Film Review: CHARLOTTE (2017)

CHARLOTTE *** USA 2017 Dir: Patrick Rea, Colin Campbell, Corey Norman, Calvin Main, Johnny Lee, April Wright. 83 mins

Misleadingly promoted – and titled – to cash in on the continued success of the ANNABELLE franchise, this is another pseudo-horror anthology movie tenuously linking several pre-existing short films (from as early as 2010) by different filmmakers. Patrick Rea’s wraparound story is built around the panicked line “What do you mean you guys don’t have a doll?!”:  a babysitter is tied up by a fractured doll who interrupts her TV viewing of NIGHT OF THE LIVING DEAD to show her a succession of unconnected horror shorts.
Rea (whose feature debut was NAILBITER), is also behind three of the other shorts, including the witty “Counter Parts”, in which an embittered, handicapped woman uses voodoo to attain the attributes of her famous actress sister. It treads a familiar EC Comics / Amicus path, but some of the dialogue is amusing: “I’d hate to be at their Thanksgiving dinner!” Rea keeps things blackly comic with “Get Off My Porch” – a variant on INVASION OF THE BODYSNATCHERS but with cookie-selling Girl Scouts instead of aliens and a Harry Manfredini score – and “Howl of a Good Time”, in which an over-curious kid sneaks into a horror festival peopled exclusively by werewolves. The latter, which has cameos from Leslie Easterbrook and HALLOWEEN 5’s Tamara Glynn, has a cute gag in which someone confuses the two different 21st century films named FROZEN and a fun twist, but is a tad too ambitious for its budget level.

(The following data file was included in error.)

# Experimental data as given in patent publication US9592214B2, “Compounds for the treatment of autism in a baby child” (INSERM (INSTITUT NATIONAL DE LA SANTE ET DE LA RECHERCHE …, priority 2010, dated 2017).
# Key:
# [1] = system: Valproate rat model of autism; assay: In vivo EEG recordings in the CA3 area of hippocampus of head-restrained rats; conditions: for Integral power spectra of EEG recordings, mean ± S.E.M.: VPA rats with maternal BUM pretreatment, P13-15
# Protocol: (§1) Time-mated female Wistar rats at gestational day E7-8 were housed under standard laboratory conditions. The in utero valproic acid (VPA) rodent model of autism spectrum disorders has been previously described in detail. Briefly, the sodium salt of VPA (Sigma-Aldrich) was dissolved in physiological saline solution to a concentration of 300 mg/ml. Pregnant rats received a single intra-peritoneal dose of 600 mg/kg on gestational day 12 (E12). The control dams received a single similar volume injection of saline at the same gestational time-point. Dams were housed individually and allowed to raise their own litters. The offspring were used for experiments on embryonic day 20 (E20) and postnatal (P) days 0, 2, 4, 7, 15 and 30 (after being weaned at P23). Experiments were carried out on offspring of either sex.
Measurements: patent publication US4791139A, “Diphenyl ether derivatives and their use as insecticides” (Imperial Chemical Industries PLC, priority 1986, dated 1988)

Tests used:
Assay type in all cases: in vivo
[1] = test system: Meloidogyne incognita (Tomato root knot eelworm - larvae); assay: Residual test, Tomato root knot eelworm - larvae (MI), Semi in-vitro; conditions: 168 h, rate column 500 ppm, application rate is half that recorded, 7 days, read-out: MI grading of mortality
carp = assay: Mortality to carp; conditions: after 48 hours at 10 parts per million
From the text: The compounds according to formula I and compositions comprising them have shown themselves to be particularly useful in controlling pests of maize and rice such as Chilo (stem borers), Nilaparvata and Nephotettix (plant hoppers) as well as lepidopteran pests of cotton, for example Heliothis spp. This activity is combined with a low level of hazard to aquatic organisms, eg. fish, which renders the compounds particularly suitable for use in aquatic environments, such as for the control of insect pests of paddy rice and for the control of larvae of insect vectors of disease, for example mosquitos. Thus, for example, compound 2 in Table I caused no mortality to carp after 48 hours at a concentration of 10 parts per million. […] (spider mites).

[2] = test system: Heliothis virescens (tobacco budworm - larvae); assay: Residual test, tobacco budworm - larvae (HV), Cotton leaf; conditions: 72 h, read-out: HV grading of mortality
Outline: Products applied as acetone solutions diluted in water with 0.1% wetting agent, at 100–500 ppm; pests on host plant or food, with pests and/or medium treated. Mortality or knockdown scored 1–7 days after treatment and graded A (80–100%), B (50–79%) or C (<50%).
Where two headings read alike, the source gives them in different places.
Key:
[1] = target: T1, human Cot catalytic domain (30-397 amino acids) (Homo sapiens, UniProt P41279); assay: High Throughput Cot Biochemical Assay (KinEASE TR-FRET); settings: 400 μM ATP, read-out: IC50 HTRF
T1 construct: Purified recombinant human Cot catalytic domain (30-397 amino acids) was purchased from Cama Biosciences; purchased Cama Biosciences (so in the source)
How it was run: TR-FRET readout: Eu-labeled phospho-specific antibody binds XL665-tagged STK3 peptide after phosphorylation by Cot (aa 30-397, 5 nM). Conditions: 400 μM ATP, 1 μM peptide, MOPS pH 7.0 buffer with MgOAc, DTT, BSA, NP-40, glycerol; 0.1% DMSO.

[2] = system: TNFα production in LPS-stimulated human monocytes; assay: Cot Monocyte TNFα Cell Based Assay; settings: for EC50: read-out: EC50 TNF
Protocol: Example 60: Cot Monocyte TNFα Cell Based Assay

Elsewhere, Colin Campbell’s “Dollface” (from 2011) is a satisfyingly creepy tale of a young couple who make the mistake of trying to trace a weird adult trick or treater who left her handbag on their doorstep. The shortest offering, Calvin Main’s “Good Evening”, is the oddest and most disturbing, a brief yet vivid insight into the isolated existence of a disturbed loner (Steve Brewster) and his routine involving “Them”. April Wright’s bland “My BFF” offers an ill-advised second story about a creepy doll – without a decent pay-off – while Johnny Lee’s “The Judas Cradle” is a dreary throwback to the torture cycle of the early 2000’s with a taunting inquisitor capturing an apparent paedophile a la BIG BAD WOLVES. The stand-out, however, is Corey Norman’s “Tickle” (2014), about a closet-dwelling, foot-tickling, sickle-wielding troll named Tic Tac (not the breath mint) menacing a kid on Halloween night. Creepy and well crafted, and with a pint-sized monster who deserves an expanded vehicle.

Review by Steven West


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